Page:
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Port Congestion Isn’t Just About LA-Long Beach Anymore

Posted on July 27, 2022

Port congestion is no longer just a West Coast story, but fears of it continue to drive the trend of movement toward East and Gulf coast options.

A research report released last week from Blue Alpha Capital founder John McCown analyzed the country’s top 10 ports on import performance in June, with volume up for the month 5.9 percent from the year-ago period to total 2.2 million twenty-foot equivalents (TEUs).

On a port-by-port basis of the country’s 10 largest, Long Beach saw the highest import container volume in June, with growth of 16.4 percent to total 415,677 twenty-foot equivalents (TEUs). Charleston saw the largest decline of 14.7 percent to 90,090 TEUs.

Shippers that diverted cargo to the East and Gulf coasts during the pandemic-related supply chain disruptions have now led to congestion there with those ports operating at or near the top of their capacity, with a combined 9.7 percent increase for the month. McCown suggested in his report the second half of the year could see import volumes decline from year-ago comparisons.

The West Coast ports by contrast notched a 2.3 percent increase for the month, ultimately marking the 13th month in a row where East and Gulf coast ports saw more combined growth than their West Coast counterparts.

“The port congestion situation has morphed from primarily impacting the West Coast to where it has shown up on all coastal ranges,” McCown said in his report.

He pointed to the number of ships waiting to berth as a good indicator of that, with vessels at West Coast ports accounting for one-third of those in queue. That compares to West Coast ports accounting for two-thirds of the pile-up in January.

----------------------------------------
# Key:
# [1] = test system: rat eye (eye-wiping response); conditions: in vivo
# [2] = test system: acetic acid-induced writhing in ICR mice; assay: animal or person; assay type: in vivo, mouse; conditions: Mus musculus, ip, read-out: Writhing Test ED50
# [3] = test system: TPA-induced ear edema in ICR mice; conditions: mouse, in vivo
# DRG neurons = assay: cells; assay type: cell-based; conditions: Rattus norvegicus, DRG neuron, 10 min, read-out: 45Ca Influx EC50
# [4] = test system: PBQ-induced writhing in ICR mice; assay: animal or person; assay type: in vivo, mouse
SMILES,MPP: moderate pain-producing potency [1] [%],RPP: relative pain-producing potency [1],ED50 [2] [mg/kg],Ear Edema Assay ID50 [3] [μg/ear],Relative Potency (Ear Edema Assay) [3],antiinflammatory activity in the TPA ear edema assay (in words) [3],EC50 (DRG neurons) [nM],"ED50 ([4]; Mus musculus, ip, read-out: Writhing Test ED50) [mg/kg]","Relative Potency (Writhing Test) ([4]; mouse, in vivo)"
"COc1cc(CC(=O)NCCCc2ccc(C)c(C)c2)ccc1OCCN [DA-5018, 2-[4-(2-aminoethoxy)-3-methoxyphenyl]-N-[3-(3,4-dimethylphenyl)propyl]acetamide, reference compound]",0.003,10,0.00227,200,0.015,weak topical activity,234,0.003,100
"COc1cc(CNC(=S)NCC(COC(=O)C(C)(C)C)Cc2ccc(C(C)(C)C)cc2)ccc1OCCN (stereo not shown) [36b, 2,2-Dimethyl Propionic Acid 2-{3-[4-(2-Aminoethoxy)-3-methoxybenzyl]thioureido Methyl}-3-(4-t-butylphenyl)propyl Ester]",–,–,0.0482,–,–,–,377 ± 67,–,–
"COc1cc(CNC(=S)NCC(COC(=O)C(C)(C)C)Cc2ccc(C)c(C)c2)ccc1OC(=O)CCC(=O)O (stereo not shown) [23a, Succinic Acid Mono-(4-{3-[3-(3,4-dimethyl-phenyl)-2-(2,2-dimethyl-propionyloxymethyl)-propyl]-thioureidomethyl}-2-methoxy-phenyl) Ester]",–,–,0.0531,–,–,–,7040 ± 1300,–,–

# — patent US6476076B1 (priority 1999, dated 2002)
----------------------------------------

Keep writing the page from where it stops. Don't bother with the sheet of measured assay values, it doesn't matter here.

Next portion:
“The last month has seen an increase in this eastward shift and now Houston and New York have as many container ships waiting for berths as [Los Angeles and Long Beach] combined,” McCown said.

The largest spike in waiting ships seen at a port in the past month has been at Savannah as it grapples with a lack of capacity, which is seen in the 14-day wait time.

Even as diversions to alternative ports have helped ease container congestion at Los Angeles and Long Beach, rail is now the sticking point.

A lack of labor, among other factors, has caused a pile-up in containers waiting to be loaded onto rail. Those containers now represent the glut sitting on the docks, Port of Los Angeles executive director Gene Seroka said in a media briefing.

In fact, where rail containers typically had been sitting on docks for an average of two days, the wait has jumped to seven-and-a-half, according to Seroka.

Part of the more recent reason a container dwell fee originally announced in October has not been implemented is because of rail cargo accounting for 75 percent of the containers currently idling.

Seroka told reporters in speaking to the fee that “we’re going to keep every tool in our kit as possible” and “if the import dwell fee needs to be there for consideration, it will remain,” but didn’t see the current operating environment to be the same as when the concept was first introduced last year.

On a longer-term view, continued growth likely can’t be sustained at the compounded annual rate of 5.6 percent seen between 1995 and 2021, according to McCown’s report.

“The present port system is not in a position to accommodate the geometric growth on the foreseeable horizon,” McCown wrote. “Containers can’t be endlessly stacked ever higher in existing terminals.”

The long-term trend of movement away from the West Coast that began in 2016 accelerated in 2021 with the pandemic to ensure on-time deliveries and availability of stock. A slight improvement for the West Coast was seen at the start of this year, but McCown noted the beginning of another fall-off for the trailing three months starting in March.



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